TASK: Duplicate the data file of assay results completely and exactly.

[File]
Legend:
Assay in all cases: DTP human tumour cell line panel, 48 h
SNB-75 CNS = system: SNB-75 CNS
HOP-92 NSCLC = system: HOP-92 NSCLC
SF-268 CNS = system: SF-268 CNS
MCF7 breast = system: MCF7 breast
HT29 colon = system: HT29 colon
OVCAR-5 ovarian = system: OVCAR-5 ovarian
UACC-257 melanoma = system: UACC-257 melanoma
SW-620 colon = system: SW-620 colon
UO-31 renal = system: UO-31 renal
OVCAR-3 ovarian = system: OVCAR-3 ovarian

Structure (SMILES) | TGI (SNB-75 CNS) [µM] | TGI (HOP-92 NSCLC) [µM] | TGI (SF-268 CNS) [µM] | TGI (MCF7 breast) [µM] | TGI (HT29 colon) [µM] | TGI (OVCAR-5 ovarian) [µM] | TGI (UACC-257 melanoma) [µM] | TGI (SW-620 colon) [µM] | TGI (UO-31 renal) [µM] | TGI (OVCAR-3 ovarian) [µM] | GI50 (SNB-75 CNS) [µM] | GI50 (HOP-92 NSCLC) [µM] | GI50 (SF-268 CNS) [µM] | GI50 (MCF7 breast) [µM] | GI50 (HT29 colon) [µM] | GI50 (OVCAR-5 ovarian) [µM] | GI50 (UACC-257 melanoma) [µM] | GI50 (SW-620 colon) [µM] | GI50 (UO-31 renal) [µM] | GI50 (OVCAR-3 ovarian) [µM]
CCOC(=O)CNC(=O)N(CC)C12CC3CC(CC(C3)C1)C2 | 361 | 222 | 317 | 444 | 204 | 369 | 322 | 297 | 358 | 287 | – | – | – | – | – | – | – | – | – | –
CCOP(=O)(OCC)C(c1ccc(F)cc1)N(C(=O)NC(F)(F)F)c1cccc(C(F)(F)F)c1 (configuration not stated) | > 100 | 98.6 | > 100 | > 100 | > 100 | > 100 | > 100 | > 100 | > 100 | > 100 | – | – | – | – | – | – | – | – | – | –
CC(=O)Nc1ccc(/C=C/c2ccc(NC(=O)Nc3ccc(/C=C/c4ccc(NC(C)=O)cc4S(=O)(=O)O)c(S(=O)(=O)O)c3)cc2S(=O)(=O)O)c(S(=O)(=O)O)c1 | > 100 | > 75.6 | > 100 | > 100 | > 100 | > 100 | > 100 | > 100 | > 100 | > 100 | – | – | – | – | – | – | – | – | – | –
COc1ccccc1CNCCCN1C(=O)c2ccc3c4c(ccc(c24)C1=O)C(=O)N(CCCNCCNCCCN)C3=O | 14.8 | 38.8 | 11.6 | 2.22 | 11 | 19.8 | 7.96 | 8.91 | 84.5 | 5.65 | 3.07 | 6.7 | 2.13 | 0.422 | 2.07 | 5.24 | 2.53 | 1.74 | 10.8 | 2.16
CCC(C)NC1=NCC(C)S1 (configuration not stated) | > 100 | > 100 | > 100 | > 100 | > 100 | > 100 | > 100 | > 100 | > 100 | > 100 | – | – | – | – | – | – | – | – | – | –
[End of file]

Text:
Legend:
Assay in all cases: DTP human tumour cell line panel, 48 h
SNB-75 CNS = system: SNB-75 CNS
HOP-92 NSCLC = system: HOP-92 NSCLC
SF-268 CNS = system: SF-268 CNS
MCF7 breast = system: MCF7 breast
HT29 colon = system: HT29 colon
OVCAR-5 ovarian = system: OVCAR-5 ovarian
UACC-257 melanoma = system: UACC-257 melanoma
SW-620 colon = system: SW-620 colon
UO-31 renal = system: UO-31 renal
OVCAR-3 ovarian = system: OVCAR-3 ovarian

Structure (SMILES) | TGI (SNB-75 CNS) [µM] | TGI (HOP-92 NSCLC) [µM] | TGI (SF-268 CNS) [µM] | TGI (MCF7 breast) [µM] | TGI (HT29 colon) [µM] | TGI (OVCAR-5 ovarian) [µM] | TGI (UACC-257 melanoma) [µM] | TGI (SW-620 colon) [µM] | TGI (UO-31 renal) [µM] | TGI (OVCAR-3 ovarian) [µM] | GI50 (SNB-75 CNS) [µM] | GI50 (HOP-92 NSCLC) [µM] | GI50 (SF-268 CNS) [µM] | GI50 (MCF7 breast) [µM] | GI50 (HT29 colon) [µM] | GI50 (OVCAR-5 ovarian) [µM] | GI50 (UACC-257 melanoma) [µM] | GI50 (SW-620 colon) [µM] | GI50 (UO-31 renal) [µM] | GI50 (OVCAR-3 ovarian) [µM]
CCOC(=O)CNC(=O)N(CC)C12CC3CC(CC(C3)C1)C2 | 361 | 222 | 317 | 444 | 204 | 369 | 322 | 297 | 358 | 287 | – | – | – | – | – | – | – | – | – | –
CCOP(=O)(OCC)C(c1ccc(F)cc1)N(C(=O)NC(F)(F)F)c1cccc(C(F)(F)F)c1 (configuration not stated) | > 100 | 98.6 | > 100 | > 100 | > 100 | > 100 | > 100 | > 100 | > 100 | > 100 | – | – | – | – | – | – | – | – | – | –
CC(=O)Nc1ccc(/C=C/c2ccc(NC(=O)Nc3ccc(/C=C/c4ccc(NC(C)=O)cc4S(=O)(=O)O)c(S(=O)(=O)O)c3)cc2S(=O)(=O)O)c(S(=O)(=O)O)c1 | > 100 | > 75.6 | > 100 | > 100 | > 100 | > 100 | > 100 | > 100 | > 100 | > 100 | – | – | – | – | – | – | – | – | – | –
COc1ccccc1CNCCCN1C(=O)c2ccc3c4c(ccc(c24)C1=O)C(=O)N(CCCNCCNCCCN)C3=O | 14.8 | 38.8 | 11.6 | 2.22 | 11 | 19.8 | 7.96 | 8.91 | 84.5 | 5.65 | 3.07 | 6.7 | 2.13 | 0.422 | 2.07 | 5.24 | 2.53 | 1.74 | 10.8 | 2.16
CCC(C)NC1=NCC(C)S1 (configuration not stated) | > 100 | > 100 | > 100 | > 100 | > 100 | > 100 | > 100 | > 100 | > 100 | > 100 | – | – | – | – | – | – | – | – | – | –